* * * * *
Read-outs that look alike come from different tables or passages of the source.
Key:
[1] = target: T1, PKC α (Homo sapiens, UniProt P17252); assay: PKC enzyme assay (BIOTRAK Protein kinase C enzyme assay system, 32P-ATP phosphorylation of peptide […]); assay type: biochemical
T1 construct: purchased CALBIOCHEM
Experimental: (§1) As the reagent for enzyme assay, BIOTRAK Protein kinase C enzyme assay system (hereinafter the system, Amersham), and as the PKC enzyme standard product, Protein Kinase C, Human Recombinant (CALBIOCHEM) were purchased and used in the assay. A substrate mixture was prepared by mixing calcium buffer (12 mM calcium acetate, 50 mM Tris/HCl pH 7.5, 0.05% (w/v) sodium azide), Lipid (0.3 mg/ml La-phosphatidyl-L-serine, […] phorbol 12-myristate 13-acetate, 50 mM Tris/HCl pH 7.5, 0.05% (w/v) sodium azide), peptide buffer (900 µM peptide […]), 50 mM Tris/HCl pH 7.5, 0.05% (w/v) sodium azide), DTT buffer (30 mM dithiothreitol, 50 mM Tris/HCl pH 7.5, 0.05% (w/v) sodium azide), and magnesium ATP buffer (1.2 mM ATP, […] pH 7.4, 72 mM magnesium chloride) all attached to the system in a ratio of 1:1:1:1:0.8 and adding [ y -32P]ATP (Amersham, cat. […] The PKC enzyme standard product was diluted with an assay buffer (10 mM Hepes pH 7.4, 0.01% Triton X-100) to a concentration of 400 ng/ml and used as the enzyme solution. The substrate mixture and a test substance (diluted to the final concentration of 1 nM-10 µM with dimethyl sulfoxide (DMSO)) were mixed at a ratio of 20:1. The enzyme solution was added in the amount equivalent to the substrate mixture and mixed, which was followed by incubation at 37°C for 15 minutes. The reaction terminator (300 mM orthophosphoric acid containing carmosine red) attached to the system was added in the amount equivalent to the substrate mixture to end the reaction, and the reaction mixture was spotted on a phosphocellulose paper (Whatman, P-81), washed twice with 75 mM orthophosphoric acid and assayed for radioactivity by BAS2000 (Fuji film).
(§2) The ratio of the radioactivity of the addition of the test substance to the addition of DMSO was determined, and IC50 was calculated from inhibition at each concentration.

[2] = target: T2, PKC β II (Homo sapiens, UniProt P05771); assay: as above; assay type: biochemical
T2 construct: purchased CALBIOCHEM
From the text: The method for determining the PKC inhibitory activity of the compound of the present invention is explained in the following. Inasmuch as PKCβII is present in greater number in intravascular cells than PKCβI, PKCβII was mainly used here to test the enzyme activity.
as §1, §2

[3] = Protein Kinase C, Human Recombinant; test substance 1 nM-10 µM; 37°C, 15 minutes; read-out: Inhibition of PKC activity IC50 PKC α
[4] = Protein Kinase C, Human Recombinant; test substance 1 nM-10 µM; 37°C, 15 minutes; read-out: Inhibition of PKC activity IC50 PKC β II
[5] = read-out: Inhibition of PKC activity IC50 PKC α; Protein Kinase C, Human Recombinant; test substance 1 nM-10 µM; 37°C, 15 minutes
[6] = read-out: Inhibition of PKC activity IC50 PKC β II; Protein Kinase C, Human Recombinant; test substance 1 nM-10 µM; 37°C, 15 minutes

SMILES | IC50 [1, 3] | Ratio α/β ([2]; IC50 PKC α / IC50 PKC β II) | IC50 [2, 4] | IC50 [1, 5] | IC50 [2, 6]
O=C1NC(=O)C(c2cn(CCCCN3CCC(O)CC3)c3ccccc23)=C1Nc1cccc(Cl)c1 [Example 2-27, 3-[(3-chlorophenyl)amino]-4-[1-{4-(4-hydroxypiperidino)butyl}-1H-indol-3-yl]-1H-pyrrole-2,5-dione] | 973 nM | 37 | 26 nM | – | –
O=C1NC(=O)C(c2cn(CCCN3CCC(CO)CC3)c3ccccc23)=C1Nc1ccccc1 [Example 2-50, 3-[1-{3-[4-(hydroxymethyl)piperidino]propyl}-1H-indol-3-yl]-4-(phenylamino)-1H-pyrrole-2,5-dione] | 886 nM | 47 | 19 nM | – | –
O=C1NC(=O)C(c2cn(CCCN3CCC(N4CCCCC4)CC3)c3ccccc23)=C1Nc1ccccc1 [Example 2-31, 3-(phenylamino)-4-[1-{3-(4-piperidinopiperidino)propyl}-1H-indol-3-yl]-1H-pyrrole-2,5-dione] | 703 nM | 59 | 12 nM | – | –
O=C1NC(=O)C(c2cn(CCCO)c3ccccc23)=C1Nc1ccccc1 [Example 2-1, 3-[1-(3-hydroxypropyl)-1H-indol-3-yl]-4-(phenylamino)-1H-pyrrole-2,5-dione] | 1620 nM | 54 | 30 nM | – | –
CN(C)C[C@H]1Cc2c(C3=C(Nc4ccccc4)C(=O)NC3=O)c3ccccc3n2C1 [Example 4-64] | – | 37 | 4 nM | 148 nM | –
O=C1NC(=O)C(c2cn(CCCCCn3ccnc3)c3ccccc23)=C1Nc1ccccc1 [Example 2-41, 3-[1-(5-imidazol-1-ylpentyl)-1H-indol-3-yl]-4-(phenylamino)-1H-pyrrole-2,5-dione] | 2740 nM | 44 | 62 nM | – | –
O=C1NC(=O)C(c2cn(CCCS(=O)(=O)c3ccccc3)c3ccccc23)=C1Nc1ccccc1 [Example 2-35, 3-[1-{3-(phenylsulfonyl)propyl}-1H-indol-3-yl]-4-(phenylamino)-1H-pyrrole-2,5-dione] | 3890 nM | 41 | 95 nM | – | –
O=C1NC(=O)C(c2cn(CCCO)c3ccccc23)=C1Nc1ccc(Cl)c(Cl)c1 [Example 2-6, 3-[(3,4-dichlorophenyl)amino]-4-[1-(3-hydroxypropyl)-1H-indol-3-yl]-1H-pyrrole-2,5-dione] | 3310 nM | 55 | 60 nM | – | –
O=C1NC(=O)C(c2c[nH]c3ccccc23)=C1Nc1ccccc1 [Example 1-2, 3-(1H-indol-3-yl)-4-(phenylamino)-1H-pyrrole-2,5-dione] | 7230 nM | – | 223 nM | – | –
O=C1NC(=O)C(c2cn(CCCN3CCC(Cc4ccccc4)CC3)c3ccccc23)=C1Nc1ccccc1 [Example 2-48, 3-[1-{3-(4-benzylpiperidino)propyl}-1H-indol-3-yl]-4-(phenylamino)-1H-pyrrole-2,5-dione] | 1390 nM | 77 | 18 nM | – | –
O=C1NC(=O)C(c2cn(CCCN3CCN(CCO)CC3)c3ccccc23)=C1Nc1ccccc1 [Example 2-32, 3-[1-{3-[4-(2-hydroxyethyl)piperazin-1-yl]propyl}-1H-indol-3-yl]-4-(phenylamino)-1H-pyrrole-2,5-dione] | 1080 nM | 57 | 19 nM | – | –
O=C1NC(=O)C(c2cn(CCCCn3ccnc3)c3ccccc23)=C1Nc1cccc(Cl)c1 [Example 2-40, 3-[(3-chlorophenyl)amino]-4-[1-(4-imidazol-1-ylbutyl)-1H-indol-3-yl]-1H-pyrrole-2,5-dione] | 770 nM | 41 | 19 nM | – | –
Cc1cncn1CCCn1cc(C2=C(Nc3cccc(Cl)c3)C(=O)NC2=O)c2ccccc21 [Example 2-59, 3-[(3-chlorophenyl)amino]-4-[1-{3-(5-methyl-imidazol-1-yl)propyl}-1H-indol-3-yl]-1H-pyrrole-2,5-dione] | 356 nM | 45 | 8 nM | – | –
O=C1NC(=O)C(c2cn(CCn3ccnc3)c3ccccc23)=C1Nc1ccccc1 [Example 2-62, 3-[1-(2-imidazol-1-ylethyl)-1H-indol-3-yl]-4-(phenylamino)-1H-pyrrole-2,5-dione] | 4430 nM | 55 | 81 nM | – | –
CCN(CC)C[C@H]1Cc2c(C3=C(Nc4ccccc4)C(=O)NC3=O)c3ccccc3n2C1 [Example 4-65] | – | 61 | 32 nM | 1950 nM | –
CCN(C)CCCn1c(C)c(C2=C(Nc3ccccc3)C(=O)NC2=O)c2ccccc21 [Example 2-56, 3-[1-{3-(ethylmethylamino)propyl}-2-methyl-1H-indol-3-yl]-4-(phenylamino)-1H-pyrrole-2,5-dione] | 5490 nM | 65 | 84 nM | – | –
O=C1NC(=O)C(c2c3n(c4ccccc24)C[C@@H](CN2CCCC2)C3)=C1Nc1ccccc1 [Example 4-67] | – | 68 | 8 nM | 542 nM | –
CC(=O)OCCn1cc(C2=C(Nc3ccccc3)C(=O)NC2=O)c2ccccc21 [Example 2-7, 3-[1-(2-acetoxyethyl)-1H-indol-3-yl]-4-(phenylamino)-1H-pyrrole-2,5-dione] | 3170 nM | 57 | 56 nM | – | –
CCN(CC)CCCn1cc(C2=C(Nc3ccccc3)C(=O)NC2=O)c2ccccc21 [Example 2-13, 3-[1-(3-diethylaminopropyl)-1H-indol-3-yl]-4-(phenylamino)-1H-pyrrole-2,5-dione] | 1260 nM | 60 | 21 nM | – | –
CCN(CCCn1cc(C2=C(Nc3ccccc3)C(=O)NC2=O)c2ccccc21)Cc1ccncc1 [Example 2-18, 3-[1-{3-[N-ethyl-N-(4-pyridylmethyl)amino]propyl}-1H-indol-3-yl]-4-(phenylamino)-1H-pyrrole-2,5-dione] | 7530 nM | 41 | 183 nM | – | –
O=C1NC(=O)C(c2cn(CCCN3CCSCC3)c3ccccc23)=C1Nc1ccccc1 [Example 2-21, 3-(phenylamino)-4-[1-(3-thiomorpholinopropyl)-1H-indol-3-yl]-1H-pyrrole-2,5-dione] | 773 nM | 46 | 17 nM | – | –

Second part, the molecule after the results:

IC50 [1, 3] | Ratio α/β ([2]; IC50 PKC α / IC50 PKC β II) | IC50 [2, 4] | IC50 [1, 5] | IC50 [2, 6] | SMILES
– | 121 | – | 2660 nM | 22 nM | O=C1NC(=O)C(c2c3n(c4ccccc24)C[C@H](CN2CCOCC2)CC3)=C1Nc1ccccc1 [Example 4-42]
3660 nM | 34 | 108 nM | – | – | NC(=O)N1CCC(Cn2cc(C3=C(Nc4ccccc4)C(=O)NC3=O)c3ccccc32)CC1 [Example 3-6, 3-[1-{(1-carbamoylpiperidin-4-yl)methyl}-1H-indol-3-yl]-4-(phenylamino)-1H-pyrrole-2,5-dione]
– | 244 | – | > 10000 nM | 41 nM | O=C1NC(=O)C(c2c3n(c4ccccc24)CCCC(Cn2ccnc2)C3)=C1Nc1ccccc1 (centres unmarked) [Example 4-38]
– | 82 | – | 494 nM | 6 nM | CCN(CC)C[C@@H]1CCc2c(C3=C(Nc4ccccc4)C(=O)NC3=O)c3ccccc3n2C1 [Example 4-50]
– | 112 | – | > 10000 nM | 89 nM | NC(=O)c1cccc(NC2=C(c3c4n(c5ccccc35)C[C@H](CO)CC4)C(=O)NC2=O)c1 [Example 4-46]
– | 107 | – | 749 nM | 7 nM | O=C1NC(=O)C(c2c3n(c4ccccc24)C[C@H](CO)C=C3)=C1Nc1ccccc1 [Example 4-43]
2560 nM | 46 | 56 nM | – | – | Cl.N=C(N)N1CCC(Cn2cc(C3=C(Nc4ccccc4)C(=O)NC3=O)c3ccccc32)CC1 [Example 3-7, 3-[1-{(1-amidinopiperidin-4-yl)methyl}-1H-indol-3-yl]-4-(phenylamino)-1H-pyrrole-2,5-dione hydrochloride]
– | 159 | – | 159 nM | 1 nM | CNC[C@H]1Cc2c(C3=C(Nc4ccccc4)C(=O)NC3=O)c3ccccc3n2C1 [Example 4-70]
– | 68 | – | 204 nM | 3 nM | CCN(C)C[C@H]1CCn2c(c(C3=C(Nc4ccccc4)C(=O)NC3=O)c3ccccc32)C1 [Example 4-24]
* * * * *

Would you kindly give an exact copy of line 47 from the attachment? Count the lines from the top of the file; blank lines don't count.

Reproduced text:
– | 68 | – | 204 nM | 3 nM | CCN(C)C[C@H]1CCn2c(c(C3=C(Nc4ccccc4)C(=O)NC3=O)c3ccccc32)C1 [Example 4-24]